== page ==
This week marks the start of the PGA Tour's four-week FedEx Cup playoff series. Now in its seventh year, the event has matured as the tour's season-ending event - with mixed results.
On one hand, the series does bring together nearly all the world's top players, making for some compelling competition. However, one negative is that the four-week point system is difficult to follow for the average golf fan.
Plus, the eventual winner doesn't always reflect the year's best golfer. Just look at the last two winners. Brandt Snedeker and Bill Haas were both well outside the yearly top-10 points leaders when the series started, but they each got hot and captured this title.
Both men won an incredible $10 million prize for their efforts, which seems a bit disproportionate for their accomplishments over the four-week sprint.
I'd much rather see the tour reward players for their performance over the entire year.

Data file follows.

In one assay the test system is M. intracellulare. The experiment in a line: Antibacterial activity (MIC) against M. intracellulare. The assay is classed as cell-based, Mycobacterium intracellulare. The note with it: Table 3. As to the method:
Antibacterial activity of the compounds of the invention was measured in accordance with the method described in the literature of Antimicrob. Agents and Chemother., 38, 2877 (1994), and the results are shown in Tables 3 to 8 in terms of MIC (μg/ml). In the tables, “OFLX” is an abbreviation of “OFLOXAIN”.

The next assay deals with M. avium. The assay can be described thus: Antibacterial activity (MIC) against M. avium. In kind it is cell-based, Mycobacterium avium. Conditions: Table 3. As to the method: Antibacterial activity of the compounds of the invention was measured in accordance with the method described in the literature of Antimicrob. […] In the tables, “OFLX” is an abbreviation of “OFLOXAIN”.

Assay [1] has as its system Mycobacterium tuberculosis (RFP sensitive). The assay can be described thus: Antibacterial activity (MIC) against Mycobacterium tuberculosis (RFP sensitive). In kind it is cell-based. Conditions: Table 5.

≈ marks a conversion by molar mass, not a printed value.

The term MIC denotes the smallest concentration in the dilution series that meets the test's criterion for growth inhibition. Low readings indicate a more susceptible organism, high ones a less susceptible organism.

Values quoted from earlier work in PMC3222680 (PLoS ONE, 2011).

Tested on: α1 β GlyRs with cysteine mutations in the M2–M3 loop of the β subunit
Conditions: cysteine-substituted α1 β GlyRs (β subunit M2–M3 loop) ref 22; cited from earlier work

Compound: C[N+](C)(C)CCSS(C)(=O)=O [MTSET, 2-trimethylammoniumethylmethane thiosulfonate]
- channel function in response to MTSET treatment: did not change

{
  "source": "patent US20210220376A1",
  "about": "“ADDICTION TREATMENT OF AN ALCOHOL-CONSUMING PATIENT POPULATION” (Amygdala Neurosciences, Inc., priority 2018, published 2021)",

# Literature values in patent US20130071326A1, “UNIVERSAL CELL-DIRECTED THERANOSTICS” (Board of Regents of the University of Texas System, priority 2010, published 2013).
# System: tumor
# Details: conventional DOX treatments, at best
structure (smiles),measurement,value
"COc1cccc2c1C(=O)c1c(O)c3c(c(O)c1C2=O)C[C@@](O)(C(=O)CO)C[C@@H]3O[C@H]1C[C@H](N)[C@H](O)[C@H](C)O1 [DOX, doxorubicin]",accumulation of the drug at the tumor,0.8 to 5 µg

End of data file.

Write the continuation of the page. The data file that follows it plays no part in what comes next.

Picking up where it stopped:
Smith contending for title again
More than 30 years ago, I was a young, struggling golfer just trying to make the Hollidaysburg Area High School golf team. After finally securing a spot, my teammates and I spent plenty of fun days playing golf and practicing at Scotch Valley Country Club.
There was one golfer on our team, though, that was clearly better than the rest of us and someone everyone looked up to - Brian Smith.
Over the past three decades, Smith has won numerous championships at both Park Hills and Scotch Valley. He's also captured two Greater Altoona individual titles.
It's great to see him playing great again this year. He recently won Scotch Valley's match-play championship and senior club championship.
He'll be one of the contenders for this week's club championship title at Scotch Valley, along with Mike Macionsky and defending champ David DeGol Jr.
This year's top senior golfer Kenny Perry, who has won two senior majors in 2013, was disappointed earlier this week when he opened his golf bag after a flight to Seattle, site of this week's Champions Tour event.
"I pulled my clubs out and Delta broke my driver, the one I won all of my tournaments this year," Perry said. "It broke the head right off the shaft. I'm very upset at this point."
Perry had the club re-shafted right away, but his comments reflect the angst that many golfers go through when replacing a favorite club.
"Shafts don't replicate," he said. "As much as they say they're the same - they are not the same."
Ken Love covers local golf for the Mirror. His column runs on Friday.